A small pea with a mighty taste

I do like to eat from the wild, where there are so many interesting things to try, large and small. One of the smallest of them is ripening on the vine as we speak – Hairy Cowpea (Vigna luteola). The bright yellow flowers are easy to spot this time of year (fall as of Wednesday!) on this profuse vine growing along the edges of our tidal marshes and wet meadows. A closer look brings the green and brown pods into view, either of which make for tasty eating.

If you like peas, this is a small version much like any of the cultivated varieties. The green beans can be eaten raw or cooked (whole pods or shelled peas). The dried brown peas, which normally pop out of the pods as they dry and twist open, make a nice hummus. Although it takes quite a few pods or beans to make even a small dish, you will not be disappointed in the taste. Even the flowers can be eaten raw or cooked.

Of course, we are not the only critters that eat this plant. Hairy Cowpea is a larval host plant for several lepidoptera, including Cassius Blue, Gray Hairstreak, and Long-Tailed Skipper butterflies. The flowers are visited by numerous pollinators and the leaves and vines are browsed by herbaceous mammals. But fear not, this is a prolific plant that at times can cover up other shrubs and small trees where it grows.

The common and scientific names for this species describe its characteristics quite well. The pods of Hairy Cowpea are quite “hairy”, the beans smooth: not to be confused with another wild pea that can grow nearby – Fuzzybean (Strophostyles). As the name Fuzzybean implies, the beans are fuzzy, but the pods are smooth, and the flowers are usually purple. Cowpea refers to varieties of peas cultivated as fodder for cattle.

The Hairy Cowpea’s genus and species names are both derived from Latin, vigna meaning vine, luteola meaning yellow. For those of us working with scientific names, this makes it easy to remember. Yes, most of us have at least a basic knowledge of Latin or, as in my case, have a great dog-eared reference of Latin roots and prefixes.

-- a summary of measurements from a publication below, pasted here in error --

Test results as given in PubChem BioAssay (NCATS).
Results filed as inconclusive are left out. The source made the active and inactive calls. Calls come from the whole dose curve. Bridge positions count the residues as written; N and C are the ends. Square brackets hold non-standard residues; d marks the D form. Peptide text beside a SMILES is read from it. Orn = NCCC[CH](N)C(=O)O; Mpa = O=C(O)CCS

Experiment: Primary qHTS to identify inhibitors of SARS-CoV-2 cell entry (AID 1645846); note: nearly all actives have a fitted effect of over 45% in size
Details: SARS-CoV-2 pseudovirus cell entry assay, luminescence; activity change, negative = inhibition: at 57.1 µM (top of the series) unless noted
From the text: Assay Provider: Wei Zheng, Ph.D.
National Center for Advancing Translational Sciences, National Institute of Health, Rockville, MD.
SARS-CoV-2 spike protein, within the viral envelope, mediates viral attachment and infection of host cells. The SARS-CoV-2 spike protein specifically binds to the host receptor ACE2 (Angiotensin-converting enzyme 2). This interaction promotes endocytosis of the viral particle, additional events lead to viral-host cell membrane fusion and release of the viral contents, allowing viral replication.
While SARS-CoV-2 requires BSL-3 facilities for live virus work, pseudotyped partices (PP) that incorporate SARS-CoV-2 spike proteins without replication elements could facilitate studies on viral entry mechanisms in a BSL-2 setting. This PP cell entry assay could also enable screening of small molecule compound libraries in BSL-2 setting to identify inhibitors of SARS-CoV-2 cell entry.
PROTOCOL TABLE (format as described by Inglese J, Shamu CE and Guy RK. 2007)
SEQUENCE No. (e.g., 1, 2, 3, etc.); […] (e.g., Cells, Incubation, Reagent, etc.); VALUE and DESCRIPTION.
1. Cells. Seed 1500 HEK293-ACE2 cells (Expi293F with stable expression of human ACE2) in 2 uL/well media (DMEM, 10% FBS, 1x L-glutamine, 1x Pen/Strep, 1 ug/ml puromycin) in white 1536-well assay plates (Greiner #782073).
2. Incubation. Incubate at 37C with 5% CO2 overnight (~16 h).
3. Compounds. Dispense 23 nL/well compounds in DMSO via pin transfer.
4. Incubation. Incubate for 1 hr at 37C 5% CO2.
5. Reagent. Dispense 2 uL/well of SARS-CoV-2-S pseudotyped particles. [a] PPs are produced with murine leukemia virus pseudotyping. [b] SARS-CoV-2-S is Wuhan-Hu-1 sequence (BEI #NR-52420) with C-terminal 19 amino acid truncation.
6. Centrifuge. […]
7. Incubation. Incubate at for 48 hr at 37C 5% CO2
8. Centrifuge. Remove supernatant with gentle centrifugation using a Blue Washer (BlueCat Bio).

As with many other plants, this species becomes more apparent when it blooms. The so-called “aspect dominance” of the bright yellow flowers is usually what catches our eyes. You might just walk right on if not for this dominant feature. This is how many plants advertise to pollinators that nectar is waiting for them, along with the pollen that will be shared with other blossoms. Plants and pollinators are closely connected in this way, and those of us that like peas are grateful.

Hope to see you in our great outdoors!

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Written by Mark W. LaSalle, Ph.D.

Mark is a naturalist and wetland ecologist, providing expertise on wetlands, water quality and environmental impacts of humans. He has also developed and conducted a number of environmental education programs and workshops for youth, teachers, realtors, and the general public on a variety of subjects including wetlands, natural history, and environmental landscaping. Mark is a graduate of the University of Southwestern Louisiana (B.S. and M.S. degrees) and Mississippi State University (Ph.D.). Mark is the recipient of the Chevron Conservation Award, the Mississippi Wildlife Federation Conservation Educator Award, the Gulf Guardian Award, and the Boy Scouts of America Silver Beaver Award.

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